In the early afternoon, most of the frum people staying up here experienced the profound joy of “vayehi ohr,” as the power in most units came back on. We once again had light and water. Boruch Yotzer Hameoros!


Meanwhile, Monday turned into a beautiful sunny day. If not for the fact that we were all somewhat anxious about being so isolated, one would never have realized from the idyllic atmosphere that the entire Vermont was in a state of emergency.




Monday afternoon, following a heartfelt Yom Kippur Koton Minchah in advance of Rosh Chodesh Elul, we went for a ride to survey the damage wrought by Irene.


It is difficult to describe the magnitude of the destruction for those who never saw it. US Rt. 4, one of Vermont’s main arteries, sustained tremendous damage. As one came down the Killington Mountain access road and drove a short distance, one was met with catastrophic destruction. The road was not just flooded. It was uprooted by the sheer force of the raging waters surging down the mountains at record speed. There were chasms hundreds of feet long, where the road seemed to have just been uprooted.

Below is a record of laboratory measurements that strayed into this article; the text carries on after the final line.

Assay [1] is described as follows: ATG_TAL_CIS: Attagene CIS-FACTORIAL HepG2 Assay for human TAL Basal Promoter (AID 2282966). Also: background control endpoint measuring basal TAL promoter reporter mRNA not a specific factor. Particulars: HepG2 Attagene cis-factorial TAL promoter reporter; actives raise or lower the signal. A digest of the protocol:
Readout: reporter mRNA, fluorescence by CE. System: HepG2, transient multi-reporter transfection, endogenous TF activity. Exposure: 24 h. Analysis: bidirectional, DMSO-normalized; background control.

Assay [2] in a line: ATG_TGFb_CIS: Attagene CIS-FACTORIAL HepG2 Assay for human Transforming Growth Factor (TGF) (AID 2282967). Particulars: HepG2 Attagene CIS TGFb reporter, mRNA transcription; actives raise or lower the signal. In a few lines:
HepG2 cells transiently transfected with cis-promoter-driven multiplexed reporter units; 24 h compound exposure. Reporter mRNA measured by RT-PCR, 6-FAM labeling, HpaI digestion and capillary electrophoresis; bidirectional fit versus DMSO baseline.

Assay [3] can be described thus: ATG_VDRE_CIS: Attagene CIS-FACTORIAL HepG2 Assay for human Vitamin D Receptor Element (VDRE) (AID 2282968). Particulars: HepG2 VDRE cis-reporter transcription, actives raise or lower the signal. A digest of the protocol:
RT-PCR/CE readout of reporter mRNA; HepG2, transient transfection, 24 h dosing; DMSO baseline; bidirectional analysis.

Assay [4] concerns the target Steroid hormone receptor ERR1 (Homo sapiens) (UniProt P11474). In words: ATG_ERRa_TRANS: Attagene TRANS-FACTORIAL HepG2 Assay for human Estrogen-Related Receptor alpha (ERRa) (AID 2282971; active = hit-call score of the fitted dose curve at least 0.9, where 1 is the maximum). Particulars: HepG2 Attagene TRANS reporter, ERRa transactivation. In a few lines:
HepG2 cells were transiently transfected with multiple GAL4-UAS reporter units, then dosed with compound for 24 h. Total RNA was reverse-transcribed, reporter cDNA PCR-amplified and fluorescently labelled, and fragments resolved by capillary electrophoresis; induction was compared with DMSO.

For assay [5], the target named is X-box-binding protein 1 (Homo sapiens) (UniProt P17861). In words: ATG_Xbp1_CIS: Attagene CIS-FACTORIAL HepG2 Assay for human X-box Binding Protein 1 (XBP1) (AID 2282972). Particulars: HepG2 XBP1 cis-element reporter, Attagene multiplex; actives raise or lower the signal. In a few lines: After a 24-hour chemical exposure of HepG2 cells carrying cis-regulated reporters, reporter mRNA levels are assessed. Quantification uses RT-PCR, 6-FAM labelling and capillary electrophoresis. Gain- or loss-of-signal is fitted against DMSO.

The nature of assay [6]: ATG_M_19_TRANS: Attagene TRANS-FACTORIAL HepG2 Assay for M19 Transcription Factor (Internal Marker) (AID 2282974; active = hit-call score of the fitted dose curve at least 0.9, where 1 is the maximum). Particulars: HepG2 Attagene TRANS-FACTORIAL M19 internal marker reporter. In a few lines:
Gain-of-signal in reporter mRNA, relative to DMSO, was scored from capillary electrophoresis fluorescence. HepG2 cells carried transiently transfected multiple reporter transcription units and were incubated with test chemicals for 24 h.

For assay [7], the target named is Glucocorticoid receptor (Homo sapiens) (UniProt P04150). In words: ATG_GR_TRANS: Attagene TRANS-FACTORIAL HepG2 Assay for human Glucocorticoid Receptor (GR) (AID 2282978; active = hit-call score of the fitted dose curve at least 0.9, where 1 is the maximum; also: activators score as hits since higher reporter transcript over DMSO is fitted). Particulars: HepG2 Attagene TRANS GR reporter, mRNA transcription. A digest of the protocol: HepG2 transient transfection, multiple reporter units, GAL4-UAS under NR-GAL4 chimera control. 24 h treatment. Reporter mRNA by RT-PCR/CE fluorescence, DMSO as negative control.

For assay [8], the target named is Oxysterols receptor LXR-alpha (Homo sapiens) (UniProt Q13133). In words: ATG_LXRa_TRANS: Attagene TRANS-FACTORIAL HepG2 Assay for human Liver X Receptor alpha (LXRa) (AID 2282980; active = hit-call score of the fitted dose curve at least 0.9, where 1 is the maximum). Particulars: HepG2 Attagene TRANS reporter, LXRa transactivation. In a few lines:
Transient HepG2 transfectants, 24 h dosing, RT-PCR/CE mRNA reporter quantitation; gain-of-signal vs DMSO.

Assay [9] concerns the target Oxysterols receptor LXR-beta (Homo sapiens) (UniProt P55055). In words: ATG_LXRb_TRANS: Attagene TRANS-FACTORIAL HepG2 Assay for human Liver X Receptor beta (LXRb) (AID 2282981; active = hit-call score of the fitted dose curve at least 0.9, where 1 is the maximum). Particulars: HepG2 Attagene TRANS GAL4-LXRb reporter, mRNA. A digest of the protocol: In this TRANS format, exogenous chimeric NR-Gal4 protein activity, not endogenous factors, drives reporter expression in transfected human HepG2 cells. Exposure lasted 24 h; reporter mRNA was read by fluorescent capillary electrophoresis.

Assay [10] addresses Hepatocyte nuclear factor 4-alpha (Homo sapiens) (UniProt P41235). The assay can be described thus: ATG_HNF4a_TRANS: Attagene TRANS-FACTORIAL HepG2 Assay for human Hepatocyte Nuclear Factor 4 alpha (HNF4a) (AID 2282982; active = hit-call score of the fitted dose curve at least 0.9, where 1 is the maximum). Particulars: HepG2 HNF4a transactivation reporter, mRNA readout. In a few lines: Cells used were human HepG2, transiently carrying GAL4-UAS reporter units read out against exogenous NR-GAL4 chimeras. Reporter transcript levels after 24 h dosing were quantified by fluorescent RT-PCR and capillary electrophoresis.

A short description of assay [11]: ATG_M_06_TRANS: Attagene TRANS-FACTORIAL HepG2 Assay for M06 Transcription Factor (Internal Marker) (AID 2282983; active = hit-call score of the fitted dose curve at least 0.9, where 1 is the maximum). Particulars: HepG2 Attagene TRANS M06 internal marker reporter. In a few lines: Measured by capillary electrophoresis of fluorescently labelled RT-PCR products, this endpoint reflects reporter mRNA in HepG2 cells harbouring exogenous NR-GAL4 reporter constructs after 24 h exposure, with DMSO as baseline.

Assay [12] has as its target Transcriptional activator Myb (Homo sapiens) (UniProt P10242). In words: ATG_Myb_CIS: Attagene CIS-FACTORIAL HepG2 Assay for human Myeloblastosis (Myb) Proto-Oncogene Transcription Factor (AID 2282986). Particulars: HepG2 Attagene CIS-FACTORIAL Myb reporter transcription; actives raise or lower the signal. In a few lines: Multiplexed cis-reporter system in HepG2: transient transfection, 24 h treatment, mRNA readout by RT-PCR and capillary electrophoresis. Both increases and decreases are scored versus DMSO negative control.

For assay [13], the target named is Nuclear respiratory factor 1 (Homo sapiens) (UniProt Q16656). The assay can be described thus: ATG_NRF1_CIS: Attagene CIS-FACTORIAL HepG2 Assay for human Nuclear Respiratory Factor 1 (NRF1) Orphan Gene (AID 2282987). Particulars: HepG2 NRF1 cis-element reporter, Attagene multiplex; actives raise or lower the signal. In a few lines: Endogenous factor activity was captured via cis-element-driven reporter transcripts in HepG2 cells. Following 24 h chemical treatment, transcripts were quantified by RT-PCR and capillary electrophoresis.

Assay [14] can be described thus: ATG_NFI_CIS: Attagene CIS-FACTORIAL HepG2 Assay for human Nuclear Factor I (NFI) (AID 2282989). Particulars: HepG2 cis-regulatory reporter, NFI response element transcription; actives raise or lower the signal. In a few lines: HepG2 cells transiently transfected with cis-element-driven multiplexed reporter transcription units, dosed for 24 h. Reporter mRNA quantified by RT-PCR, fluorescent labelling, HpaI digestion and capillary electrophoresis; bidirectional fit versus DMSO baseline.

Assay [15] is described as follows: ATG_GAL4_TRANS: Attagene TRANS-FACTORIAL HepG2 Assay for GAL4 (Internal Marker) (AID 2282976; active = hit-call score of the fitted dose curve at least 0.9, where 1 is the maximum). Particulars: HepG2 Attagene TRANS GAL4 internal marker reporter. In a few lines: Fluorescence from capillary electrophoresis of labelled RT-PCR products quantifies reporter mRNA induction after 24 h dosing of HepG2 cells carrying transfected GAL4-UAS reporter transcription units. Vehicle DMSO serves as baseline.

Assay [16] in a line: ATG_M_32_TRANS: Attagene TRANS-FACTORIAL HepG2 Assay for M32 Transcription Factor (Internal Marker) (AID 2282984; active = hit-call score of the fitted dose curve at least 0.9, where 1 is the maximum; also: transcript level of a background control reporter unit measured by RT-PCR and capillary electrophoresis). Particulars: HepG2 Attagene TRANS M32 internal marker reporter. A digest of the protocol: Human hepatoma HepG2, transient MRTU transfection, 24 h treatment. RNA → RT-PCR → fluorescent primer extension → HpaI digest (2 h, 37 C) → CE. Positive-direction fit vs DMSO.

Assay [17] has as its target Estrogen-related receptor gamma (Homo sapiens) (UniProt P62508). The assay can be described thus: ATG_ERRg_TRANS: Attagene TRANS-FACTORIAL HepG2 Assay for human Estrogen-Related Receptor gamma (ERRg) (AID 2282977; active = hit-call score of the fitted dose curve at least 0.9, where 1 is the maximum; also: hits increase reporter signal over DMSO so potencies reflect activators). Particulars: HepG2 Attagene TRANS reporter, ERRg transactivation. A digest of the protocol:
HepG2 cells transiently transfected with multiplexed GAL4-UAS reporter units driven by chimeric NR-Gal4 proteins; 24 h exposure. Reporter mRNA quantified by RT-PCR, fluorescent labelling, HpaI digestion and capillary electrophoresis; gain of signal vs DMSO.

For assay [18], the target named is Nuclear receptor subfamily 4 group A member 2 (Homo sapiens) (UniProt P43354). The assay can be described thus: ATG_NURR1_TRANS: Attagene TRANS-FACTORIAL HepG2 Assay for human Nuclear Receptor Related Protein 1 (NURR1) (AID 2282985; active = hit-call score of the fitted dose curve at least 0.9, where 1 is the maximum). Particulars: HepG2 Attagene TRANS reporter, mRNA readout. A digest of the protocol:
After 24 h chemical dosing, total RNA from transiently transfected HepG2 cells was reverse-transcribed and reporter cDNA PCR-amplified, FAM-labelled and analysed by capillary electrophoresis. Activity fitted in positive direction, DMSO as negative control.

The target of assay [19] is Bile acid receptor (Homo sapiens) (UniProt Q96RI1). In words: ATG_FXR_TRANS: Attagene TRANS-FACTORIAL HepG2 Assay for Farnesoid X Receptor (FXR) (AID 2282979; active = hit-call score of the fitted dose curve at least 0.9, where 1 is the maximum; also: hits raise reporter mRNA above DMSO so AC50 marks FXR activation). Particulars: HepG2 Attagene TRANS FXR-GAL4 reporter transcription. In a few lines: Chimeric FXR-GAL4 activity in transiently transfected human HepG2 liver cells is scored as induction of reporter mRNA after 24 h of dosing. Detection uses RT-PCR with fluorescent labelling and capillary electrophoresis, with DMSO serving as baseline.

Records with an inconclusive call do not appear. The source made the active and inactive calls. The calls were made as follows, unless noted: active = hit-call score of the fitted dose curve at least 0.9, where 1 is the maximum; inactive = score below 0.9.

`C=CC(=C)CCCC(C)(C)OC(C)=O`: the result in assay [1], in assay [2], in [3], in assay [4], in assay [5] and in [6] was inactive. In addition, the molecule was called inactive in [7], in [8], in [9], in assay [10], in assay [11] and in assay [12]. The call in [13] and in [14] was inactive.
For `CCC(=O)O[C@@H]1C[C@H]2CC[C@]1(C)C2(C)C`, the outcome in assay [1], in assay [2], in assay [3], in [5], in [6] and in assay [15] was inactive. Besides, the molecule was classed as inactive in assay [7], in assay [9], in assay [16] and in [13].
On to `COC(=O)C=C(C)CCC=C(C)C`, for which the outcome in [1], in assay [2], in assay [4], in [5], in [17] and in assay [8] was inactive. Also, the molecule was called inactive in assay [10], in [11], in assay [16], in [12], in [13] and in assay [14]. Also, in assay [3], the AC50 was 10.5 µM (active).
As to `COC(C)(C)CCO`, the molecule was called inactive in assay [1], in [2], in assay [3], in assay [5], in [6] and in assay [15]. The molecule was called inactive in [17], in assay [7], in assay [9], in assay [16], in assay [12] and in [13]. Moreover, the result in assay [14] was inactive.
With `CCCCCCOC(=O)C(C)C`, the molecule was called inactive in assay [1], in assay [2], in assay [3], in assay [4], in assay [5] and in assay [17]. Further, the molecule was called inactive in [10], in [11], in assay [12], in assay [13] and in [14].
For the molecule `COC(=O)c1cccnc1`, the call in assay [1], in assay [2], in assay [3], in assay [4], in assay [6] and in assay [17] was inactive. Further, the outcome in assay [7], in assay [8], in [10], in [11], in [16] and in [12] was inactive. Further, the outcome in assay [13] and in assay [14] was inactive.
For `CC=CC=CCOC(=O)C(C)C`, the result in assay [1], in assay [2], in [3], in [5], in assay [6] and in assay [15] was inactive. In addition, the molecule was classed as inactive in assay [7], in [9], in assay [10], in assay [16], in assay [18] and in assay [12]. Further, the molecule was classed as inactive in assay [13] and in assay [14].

As of this writing, the federal government is attempting to build a one-lane access to link Rt. 4 with the town of Rutland, a town about 15 miles from Killington. It may take days…


After returning to our “home” on the mountain, we were gleefully met by our Satmar friends, who told us that the planes were on their way and would arrive within the hour. Chessed Shel Emes headed by Rabbi Mendy Rosenberg had arranged everything.




The entire frum population – men, women and children – gathered at an empty parking lot near the hotel where the helicopters were expected to arrive. There was a wonderful atmosphere of camaraderie. Our early anxiety to leave had been replaced by a sense of resignation. It was clear that Hashem had decreed that we remain stranded here and we all felt a sense of kinship. We were achim letzarah.